MONTGOMERY PRESIDENTIAL VISIT

Bush Promotes Math, Science Education As Crucial for Jobs

President Bush greets students at Parkland Magnet School for Aerospace Technology after his speech. At right, Bush and Education Secretary Margaret Spellings, background, watch as students demonstrate use of a robotic arm.
President Bush greets students at Parkland Magnet School for Aerospace Technology after his speech. At right, Bush and Education Secretary Margaret Spellings, background, watch as students demonstrate use of a robotic arm. (By Roger L. Wollenberg -- Getty Images)
By Amit R. Paley
Washington Post Staff Writer
Wednesday, April 19, 2006

President Bush told Montgomery County students yesterday that math and science are "cool subjects" and warned that the country would lose jobs overseas unless more funding is devoted to the disciplines.

"It's important to understand, if children don't have those skill sets needed to compete with a child from India or a child from China, the new jobs will be going there," he said.

Speaking at the Parkland Magnet School for Aerospace Technology in Rockville, Bush renewed his push for what the White House is calling the "American Competitiveness Initiative," a 10-year, $136 billion plan to improve instruction and research in math and science that was introduced during his State of the Union address.

The initiative includes a program to train 70,000 high school teachers to lead advanced placement math and science courses and would boost federal funding for scientific research. The biggest cost of the plan next year would be a $4.6 billion research and development tax credit for private industry, making permanent one that expired last year.

"We better do something about the fact that we're falling behind in math and science today," he said. "Now is the time to act."

After signing an executive order earlier yesterday creating a national math advisory panel, Bush arrived in the afternoon at the middle school, one of three magnet programs in Montgomery that were funded by a $7.2 million federal grant.

"Welcome to the future!" teacher Bob Jones said as Bush entered his sixth-grade class, Introduction to Robotic Systems, which was filled with various robotic arms perched on wooden tables.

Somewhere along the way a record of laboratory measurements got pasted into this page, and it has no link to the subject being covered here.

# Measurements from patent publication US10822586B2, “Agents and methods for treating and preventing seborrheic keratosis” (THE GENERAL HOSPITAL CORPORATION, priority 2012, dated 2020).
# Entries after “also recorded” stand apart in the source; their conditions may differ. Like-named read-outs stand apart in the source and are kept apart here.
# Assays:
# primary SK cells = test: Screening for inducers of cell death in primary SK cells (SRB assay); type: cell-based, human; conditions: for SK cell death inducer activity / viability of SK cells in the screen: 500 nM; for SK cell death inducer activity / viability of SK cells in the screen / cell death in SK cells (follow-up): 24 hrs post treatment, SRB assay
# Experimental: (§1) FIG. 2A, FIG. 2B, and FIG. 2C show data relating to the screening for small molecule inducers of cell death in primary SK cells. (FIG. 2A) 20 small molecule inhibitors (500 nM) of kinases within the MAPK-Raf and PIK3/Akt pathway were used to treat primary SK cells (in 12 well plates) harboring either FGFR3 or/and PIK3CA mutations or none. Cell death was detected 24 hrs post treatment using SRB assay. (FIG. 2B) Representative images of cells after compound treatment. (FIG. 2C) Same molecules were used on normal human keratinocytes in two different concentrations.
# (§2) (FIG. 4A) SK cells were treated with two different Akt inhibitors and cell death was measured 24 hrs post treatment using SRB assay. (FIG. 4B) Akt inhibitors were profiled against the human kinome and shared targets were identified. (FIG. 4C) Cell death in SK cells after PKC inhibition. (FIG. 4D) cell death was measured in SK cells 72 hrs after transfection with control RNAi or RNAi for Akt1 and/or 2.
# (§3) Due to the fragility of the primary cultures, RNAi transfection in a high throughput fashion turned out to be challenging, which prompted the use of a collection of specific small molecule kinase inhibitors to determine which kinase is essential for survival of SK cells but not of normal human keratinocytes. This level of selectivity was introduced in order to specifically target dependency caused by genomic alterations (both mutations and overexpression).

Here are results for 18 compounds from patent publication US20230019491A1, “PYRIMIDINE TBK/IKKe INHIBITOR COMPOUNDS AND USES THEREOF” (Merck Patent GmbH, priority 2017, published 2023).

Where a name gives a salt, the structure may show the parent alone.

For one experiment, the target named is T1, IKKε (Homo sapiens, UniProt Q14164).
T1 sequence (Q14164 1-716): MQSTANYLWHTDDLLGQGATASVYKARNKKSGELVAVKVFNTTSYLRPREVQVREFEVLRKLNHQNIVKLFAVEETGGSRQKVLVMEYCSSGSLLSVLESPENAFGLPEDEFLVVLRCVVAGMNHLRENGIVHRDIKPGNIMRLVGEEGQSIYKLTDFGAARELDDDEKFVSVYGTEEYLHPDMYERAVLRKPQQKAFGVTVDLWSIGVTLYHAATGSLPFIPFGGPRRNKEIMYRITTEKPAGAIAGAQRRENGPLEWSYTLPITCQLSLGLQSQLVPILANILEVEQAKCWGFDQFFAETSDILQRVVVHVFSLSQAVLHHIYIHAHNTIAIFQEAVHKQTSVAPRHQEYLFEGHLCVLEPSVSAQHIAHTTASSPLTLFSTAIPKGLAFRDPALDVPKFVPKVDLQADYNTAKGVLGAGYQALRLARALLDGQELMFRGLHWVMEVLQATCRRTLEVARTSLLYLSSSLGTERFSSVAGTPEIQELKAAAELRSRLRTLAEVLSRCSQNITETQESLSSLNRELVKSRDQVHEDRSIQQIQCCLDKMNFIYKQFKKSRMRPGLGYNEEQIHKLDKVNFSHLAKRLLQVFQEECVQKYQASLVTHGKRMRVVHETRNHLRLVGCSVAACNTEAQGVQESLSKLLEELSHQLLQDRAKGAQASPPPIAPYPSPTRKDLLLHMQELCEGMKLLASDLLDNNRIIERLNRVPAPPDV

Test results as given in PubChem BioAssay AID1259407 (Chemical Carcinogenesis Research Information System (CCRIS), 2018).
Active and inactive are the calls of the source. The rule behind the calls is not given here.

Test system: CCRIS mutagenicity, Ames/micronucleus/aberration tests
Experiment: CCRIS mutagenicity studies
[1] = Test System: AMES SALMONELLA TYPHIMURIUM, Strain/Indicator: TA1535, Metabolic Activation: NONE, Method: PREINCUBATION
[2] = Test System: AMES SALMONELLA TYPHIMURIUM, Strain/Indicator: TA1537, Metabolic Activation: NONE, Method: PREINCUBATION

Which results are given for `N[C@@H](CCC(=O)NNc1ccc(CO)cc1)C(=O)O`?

"Sure looks like it," Bush replied before watching students use hydraulic-powered arms to pick up orange and white balls fitted with magnets.

Later, in the school gym, Bush said: "People would say, well, you know, science isn't cool. Science is not only cool, it's really important for the future of this country."

But Maryland Democratic Party Chairman Terry Lierman said Bush's speech ignored the many cuts the president has made to science and math programs. Bush cut funding for the National Institutes of Health, and he has proposed a reduction for school programs in the National Science Foundation's budget, Lierman said.

Kelsey Grain, 13, a seventh-grader at the school, said the talk of academic competition with China and India made her more committed to studying math and science.

"I'm scared that if I don't do well, I'll end up with a job at McDonald's," she said.

Bush, who is scheduled to meet this week with Chinese President Hu Jintao, said he understood that many Americans were nervous about competition in the increasingly global economy. But he said the country should not be "fearful of competition from around the world."

"We can either look at China and say, 'Let's compete with China in a fair way,' or say, 'We can't compete with China,' and therefore kind of isolate ourselves from the world," he said. "I've chosen the former route for the United States."


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